Barefoot Investor: Asia Trades Lower as Europe Woes Linger

Asian stocks traded softer on Tuesday, as investors feared Ireland's debt crisis could spread, raising the specter of losses by exposed U.S. banks.

The main Wall Street indices fell as initial optimism over Ireland's debt bailout gave way to concerns about the government's future and problems elsewhere in the euro zone. But tech stocks gained some reprieve as the tech-heavy Nasdaq bucked a weaker trend, helped by broker upgrades for chipmaker SanDisk and chip-gear makers Amkor Technology and Teradyne.

North Korea on Tuesday afternoon reportedly fired dozens of artillery shells at a South Korean island. News of the shelling kept equity markets on edge and weighed on the won currency.

The FTSE CNBC Asia 100 Index [.FTFCNBCA 6593.54 -131.87 (-1.96%)] slipped 0.2 percent. Trading was subdued with Japanese financial markets closed for the Labor Day national holiday.

Seoul shares dipped 0.7 percent amid growing European debt worries and as investors wait to see how U.S. Thanksgiving holiday sales turn out.

The Korea Composite Stock Price Index (KOSPI) [.KS11 1944.34 --- UNCH (0)] was down 15.4 points at 1,928.9.

Declines in auto stocks weighed on the market. Hyundai Motor lost 3.0 percent, on concern deepening labour disputes could lead to production disruption at the country's largest automaker. Its affiliate Kia Motors shed 1.5 percent.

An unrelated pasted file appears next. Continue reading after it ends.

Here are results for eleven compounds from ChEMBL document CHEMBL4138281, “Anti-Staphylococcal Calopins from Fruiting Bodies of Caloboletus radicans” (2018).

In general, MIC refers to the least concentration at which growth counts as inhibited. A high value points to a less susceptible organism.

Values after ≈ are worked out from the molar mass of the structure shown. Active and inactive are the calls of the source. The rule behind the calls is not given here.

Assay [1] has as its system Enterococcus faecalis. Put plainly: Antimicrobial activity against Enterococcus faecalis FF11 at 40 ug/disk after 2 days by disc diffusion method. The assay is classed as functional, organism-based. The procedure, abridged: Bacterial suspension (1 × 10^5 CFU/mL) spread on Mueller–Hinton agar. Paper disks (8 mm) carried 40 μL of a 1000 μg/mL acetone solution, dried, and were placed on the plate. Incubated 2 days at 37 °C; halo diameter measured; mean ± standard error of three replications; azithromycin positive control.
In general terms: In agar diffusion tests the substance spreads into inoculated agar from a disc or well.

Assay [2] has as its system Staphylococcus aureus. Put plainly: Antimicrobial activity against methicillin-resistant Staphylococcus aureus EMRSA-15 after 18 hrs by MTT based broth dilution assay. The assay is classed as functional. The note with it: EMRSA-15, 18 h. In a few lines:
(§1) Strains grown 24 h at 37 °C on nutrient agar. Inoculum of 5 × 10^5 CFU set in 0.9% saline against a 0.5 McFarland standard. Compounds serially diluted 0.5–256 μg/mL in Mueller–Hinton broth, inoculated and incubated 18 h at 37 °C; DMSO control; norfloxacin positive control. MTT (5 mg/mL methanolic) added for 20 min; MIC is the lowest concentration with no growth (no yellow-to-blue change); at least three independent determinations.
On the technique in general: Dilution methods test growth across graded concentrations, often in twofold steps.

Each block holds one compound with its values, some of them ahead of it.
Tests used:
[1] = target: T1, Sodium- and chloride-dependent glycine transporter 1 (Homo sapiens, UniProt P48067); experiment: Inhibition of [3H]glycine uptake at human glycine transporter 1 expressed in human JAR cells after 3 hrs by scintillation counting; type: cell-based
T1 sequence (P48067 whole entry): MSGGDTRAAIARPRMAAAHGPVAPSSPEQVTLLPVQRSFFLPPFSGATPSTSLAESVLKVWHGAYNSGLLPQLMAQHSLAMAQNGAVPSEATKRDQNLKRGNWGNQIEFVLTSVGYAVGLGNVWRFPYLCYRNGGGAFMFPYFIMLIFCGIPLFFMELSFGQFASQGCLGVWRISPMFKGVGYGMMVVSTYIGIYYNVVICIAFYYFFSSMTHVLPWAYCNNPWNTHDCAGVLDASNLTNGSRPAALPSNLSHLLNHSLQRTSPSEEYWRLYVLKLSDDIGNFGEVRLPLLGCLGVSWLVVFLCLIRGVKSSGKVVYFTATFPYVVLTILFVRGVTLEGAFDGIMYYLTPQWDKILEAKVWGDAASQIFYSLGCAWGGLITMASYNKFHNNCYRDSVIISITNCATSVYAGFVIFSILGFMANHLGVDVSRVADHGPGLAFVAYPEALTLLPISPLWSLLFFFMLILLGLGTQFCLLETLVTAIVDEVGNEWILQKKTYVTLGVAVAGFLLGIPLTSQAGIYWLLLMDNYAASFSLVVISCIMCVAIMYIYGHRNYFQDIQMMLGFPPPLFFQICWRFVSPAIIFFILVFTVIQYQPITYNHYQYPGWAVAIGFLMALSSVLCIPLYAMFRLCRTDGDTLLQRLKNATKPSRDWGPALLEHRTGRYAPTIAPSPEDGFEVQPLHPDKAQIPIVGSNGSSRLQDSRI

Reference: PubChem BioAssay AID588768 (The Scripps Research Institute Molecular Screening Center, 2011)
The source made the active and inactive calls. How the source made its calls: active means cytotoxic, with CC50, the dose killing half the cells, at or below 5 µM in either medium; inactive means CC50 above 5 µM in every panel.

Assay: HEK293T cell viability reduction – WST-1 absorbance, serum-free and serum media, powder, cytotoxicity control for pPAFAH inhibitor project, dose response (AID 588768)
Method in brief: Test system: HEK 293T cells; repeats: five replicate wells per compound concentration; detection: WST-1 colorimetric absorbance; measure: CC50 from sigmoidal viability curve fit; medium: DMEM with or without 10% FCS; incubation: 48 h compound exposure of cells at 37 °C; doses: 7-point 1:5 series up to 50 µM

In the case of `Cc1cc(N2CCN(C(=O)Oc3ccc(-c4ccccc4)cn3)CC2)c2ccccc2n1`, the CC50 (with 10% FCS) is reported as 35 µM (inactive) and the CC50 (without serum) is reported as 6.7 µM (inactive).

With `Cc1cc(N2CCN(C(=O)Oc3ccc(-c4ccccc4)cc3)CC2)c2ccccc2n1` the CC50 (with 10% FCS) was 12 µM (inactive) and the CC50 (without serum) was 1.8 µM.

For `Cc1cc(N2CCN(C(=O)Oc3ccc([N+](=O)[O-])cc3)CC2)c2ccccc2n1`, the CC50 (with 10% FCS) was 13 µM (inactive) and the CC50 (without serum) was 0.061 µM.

Ssangyong Motor gave up early gains and finished 4.5 percent lower after India's Mahindra & Mahindra signed a deal to buy the money-losing automaker for 522.5 billion won ($464 million).

But financials advanced broadly, led by Hana Financial. Its shares jumped as much as 12 percent before trimming gains to end 5.7 percent higher, on news the country's No.4 financial group by assets has decided to buy a controlling stake in Korea Exchange Bank (KEB) for $4.1 billion.

Analysts said a Hana-KEB combination was expected to benefit Hana as KEB had little overlaps with Hana in terms of business strength.

Technology issues advanced, with LG Electronics, the world's No.3 handset maker, gaining 0.4 percent. Shares in LG Display, the world's No.2 flat panel maker, advanced 1.8 percent.